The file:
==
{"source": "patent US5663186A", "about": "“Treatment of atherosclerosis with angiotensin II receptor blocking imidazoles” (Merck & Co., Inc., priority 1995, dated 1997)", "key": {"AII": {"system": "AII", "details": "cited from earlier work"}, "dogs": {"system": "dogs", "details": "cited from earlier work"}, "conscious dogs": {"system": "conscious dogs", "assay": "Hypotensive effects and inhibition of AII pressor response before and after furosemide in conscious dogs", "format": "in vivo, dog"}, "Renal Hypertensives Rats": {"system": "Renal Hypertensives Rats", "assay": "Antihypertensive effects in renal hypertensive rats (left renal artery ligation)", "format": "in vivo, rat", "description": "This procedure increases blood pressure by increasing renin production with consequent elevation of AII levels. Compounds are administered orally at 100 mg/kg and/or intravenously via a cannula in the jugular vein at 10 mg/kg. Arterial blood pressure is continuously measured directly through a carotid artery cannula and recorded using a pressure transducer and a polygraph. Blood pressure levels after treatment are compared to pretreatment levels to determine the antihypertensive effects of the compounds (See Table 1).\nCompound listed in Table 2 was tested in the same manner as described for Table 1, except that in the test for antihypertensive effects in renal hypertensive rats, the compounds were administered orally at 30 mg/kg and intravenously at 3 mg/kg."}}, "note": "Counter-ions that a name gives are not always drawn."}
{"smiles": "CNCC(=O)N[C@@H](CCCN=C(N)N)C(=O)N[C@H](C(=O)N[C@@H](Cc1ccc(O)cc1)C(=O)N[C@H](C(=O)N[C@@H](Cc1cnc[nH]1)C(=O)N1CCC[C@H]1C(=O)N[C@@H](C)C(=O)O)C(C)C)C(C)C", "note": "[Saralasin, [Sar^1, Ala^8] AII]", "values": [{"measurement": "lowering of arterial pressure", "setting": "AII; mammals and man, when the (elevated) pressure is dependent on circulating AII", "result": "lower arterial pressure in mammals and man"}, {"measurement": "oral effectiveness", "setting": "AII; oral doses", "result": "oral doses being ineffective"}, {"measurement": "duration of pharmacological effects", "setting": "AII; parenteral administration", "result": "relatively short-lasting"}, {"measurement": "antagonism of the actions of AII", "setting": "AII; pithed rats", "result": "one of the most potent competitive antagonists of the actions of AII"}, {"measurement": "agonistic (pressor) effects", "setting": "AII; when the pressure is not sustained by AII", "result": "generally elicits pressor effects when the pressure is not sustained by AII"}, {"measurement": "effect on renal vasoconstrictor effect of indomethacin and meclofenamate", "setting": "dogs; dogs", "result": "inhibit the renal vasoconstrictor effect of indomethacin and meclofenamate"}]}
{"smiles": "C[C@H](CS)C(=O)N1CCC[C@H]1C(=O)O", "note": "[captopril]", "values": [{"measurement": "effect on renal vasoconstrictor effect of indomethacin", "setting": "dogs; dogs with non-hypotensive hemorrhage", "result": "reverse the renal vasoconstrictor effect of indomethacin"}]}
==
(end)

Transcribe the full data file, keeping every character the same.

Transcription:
{"source": "patent US5663186A", "about": "“Treatment of atherosclerosis with angiotensin II receptor blocking imidazoles” (Merck & Co., Inc., priority 1995, dated 1997)", "key": {"AII": {"system": "AII", "details": "cited from earlier work"}, "dogs": {"system": "dogs", "details": "cited from earlier work"}, "conscious dogs": {"system": "conscious dogs", "assay": "Hypotensive effects and inhibition of AII pressor response before and after furosemide in conscious dogs", "format": "in vivo, dog"}, "Renal Hypertensives Rats": {"system": "Renal Hypertensives Rats", "assay": "Antihypertensive effects in renal hypertensive rats (left renal artery ligation)", "format": "in vivo, rat", "description": "This procedure increases blood pressure by increasing renin production with consequent elevation of AII levels. Compounds are administered orally at 100 mg/kg and/or intravenously via a cannula in the jugular vein at 10 mg/kg. Arterial blood pressure is continuously measured directly through a carotid artery cannula and recorded using a pressure transducer and a polygraph. Blood pressure levels after treatment are compared to pretreatment levels to determine the antihypertensive effects of the compounds (See Table 1).\nCompound listed in Table 2 was tested in the same manner as described for Table 1, except that in the test for antihypertensive effects in renal hypertensive rats, the compounds were administered orally at 30 mg/kg and intravenously at 3 mg/kg."}}, "note": "Counter-ions that a name gives are not always drawn."}
{"smiles": "CNCC(=O)N[C@@H](CCCN=C(N)N)C(=O)N[C@H](C(=O)N[C@@H](Cc1ccc(O)cc1)C(=O)N[C@H](C(=O)N[C@@H](Cc1cnc[nH]1)C(=O)N1CCC[C@H]1C(=O)N[C@@H](C)C(=O)O)C(C)C)C(C)C", "note": "[Saralasin, [Sar^1, Ala^8] AII]", "values": [{"measurement": "lowering of arterial pressure", "setting": "AII; mammals and man, when the (elevated) pressure is dependent on circulating AII", "result": "lower arterial pressure in mammals and man"}, {"measurement": "oral effectiveness", "setting": "AII; oral doses", "result": "oral doses being ineffective"}, {"measurement": "duration of pharmacological effects", "setting": "AII; parenteral administration", "result": "relatively short-lasting"}, {"measurement": "antagonism of the actions of AII", "setting": "AII; pithed rats", "result": "one of the most potent competitive antagonists of the actions of AII"}, {"measurement": "agonistic (pressor) effects", "setting": "AII; when the pressure is not sustained by AII", "result": "generally elicits pressor effects when the pressure is not sustained by AII"}, {"measurement": "effect on renal vasoconstrictor effect of indomethacin and meclofenamate", "setting": "dogs; dogs", "result": "inhibit the renal vasoconstrictor effect of indomethacin and meclofenamate"}]}
{"smiles": "C[C@H](CS)C(=O)N1CCC[C@H]1C(=O)O", "note": "[captopril]", "values": [{"measurement": "effect on renal vasoconstrictor effect of indomethacin", "setting": "dogs; dogs with non-hypotensive hemorrhage", "result": "reverse the renal vasoconstrictor effect of indomethacin"}]}